There’s certainly some notable progress made in the live-action “Aladdin.”
Egyptian Canadian actor Mena Massoud plays Aladdin. Given the dearth of people of Middle Eastern descent in lead roles, the significance of casting Massoud cannot be overstated. And despite the fact that some white extras had their skin darkened during filming, Disney did cast actors of Middle Eastern descent in most of the main roles.
Casting Indian British actress Naomi Scott as Jasmine was controversial; many hoped to see an Arab or Middle Eastern actress in this role and wondered whether casting someone of Indian descent would simply reinforce notions of “Oriental” interchangeability. Nonetheless, the film does note that Jasmine’s mother is from another land.
The biggest problem with the 2019 “Aladdin” is that it perpetuates the trend of reverting to magical Orientalism – as if that’s a noteworthy improvement over terrorist portrayals. In truth, it’s not exactly a courageous move to trade explicit racism for clichéd exoticism.
To be fair, “Aladdin” distinguishes itself from “Hidalgo” and other Orientalist films of this trend by not revolving around the experiences of a white protagonist.
However, once again, characters with American accents are the “good guys” while those with non-American accents are mostly, but not entirely, “bad.” And audiences today will be as hard pressed as those in 1992 – or 1922, for that matter – to identify any distinct Middle Eastern cultures beyond that of an overgeneralized “East.” Belly dancing and Bollywood dancing, turbans and keffiyehs, Iranian and Arab accents all appear in the film interchangeably.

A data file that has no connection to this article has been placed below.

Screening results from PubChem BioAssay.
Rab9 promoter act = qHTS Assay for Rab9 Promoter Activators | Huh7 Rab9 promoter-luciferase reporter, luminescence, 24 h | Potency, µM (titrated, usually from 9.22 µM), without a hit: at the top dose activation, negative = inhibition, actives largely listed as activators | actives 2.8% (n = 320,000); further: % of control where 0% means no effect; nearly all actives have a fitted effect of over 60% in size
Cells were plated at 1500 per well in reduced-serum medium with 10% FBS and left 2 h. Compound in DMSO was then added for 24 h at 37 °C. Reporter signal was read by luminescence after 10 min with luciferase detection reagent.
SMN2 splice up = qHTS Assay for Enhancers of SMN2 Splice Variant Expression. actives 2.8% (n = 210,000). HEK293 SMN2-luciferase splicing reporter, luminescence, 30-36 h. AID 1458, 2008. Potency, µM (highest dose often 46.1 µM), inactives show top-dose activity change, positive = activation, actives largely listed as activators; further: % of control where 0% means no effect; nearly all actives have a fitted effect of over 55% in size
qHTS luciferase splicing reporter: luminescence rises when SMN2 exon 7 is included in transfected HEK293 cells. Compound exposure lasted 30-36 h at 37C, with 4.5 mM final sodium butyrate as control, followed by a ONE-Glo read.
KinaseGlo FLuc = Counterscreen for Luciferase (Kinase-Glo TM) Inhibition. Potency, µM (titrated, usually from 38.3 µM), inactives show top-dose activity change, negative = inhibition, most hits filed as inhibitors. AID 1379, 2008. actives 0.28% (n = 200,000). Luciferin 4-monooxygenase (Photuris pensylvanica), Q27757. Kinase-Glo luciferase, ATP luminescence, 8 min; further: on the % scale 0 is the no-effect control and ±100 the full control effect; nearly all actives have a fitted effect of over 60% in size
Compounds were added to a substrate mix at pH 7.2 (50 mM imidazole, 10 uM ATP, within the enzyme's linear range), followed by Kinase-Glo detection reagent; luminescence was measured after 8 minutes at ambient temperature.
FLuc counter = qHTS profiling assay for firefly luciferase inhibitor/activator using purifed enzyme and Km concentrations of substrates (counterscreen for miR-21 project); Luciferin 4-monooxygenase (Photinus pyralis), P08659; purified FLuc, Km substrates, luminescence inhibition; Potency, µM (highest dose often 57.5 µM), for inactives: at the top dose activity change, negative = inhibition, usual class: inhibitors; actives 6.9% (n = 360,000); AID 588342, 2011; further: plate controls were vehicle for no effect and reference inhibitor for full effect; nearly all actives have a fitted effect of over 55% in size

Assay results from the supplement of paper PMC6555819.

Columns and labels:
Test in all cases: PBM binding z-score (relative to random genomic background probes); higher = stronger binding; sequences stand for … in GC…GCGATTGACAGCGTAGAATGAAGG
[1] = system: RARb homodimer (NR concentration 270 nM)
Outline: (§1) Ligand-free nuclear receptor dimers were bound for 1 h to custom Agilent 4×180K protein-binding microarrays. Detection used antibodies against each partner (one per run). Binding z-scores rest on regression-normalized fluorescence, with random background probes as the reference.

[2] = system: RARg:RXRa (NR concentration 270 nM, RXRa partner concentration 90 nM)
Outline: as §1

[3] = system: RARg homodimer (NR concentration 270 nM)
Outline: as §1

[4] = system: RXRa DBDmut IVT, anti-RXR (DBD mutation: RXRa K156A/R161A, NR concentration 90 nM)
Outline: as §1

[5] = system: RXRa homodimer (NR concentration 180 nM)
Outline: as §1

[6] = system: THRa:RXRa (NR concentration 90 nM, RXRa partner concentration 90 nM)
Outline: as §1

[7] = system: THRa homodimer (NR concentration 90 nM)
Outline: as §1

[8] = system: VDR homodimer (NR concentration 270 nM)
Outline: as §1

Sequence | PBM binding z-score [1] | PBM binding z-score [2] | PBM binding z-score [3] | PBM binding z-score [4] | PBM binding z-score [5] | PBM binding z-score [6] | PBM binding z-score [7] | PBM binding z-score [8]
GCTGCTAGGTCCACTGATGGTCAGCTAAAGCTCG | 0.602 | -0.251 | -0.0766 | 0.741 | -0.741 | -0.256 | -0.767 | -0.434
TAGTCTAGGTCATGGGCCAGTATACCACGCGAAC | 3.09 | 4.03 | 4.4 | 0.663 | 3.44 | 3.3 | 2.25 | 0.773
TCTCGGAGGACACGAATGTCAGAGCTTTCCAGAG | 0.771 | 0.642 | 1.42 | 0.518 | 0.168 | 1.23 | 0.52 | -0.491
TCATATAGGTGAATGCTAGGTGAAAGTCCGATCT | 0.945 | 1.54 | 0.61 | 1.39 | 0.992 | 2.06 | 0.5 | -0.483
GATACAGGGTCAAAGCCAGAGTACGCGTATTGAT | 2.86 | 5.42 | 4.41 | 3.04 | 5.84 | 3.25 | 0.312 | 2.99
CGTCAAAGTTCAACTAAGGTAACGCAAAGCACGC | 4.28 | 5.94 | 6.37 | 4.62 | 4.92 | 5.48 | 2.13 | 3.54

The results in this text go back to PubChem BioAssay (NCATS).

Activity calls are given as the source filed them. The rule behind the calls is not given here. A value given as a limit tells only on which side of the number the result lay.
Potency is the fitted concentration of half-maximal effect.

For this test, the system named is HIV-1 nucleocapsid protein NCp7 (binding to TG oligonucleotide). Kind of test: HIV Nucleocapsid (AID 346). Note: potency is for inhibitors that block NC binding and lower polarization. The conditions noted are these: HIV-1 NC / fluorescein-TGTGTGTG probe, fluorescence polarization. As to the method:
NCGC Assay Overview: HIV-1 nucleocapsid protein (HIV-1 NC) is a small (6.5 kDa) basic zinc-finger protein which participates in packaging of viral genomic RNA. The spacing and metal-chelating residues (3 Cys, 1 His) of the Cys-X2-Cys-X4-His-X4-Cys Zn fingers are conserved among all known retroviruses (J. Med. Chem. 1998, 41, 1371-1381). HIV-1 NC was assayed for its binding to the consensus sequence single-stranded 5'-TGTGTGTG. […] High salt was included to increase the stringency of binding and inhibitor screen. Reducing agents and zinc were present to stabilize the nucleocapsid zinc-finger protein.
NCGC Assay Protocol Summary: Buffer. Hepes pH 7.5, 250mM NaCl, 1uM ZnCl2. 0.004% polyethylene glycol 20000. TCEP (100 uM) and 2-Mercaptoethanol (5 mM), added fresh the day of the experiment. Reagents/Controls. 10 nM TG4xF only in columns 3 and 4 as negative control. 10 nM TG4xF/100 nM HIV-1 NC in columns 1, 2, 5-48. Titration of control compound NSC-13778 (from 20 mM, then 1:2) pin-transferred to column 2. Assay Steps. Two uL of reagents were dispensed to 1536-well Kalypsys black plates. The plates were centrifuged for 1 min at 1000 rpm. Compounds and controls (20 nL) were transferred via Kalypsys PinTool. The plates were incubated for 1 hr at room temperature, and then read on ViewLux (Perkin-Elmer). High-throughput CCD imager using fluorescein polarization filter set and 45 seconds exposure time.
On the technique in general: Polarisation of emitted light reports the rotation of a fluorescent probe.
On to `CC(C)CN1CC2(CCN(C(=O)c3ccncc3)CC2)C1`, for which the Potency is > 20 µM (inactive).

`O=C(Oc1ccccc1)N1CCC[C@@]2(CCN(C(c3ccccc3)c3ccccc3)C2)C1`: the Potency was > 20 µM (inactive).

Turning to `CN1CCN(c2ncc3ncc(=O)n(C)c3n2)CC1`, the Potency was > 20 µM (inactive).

Just as making positive tweaks within a story about terrorism doesn’t accomplish much, so does making positive tweaks within a story about the exotic East. Diversifying representations requires moving beyond these tired tropes and expanding the kinds of stories that are told.
“Aladdin,” of course, is a fantastical tale, so questions about representational accuracy might seem overblown. It is also a really fun movie in which Mena Massoud, Naomi Scott and Will Smith all shine in their roles. But over the last century, Hollywood has produced over 900 films that stereotype Arabs and Muslims – a relentless drumbeat of stereotypes that influences public opinion and policies.
If there were 900 films that didn’t portray Arabs, Iranians and Muslims as terrorists or revert to old Orientalist tropes, then films like “Aladdin” could be “just entertainment.”
Until then, we’ll just have to wait for the genie to let more nuanced and diverse portrayals out of the lamp.
Evelyn Alsultany is an Associate Professor of American Studies and Ethnicity, University of Southern California – Dornsife College of Letters, Arts and Sciences and a leading expert on the history of representations of Arabs and Muslims in the U.S. media and on forms of anti-Arab and anti-Muslim racism. Her essay originally appeared in The Conversation.
How the new ‘Aladdin’ stacks up against a century of Hollywood stereotyping by Evelyn Alsultany is licensed under a Creative Commons Attribution-NoDerivatives 4.0 International License.
Adapted from “Chapter 10” of Successful Writing, 2012, used according to creative commons CC-BY-SA 3.0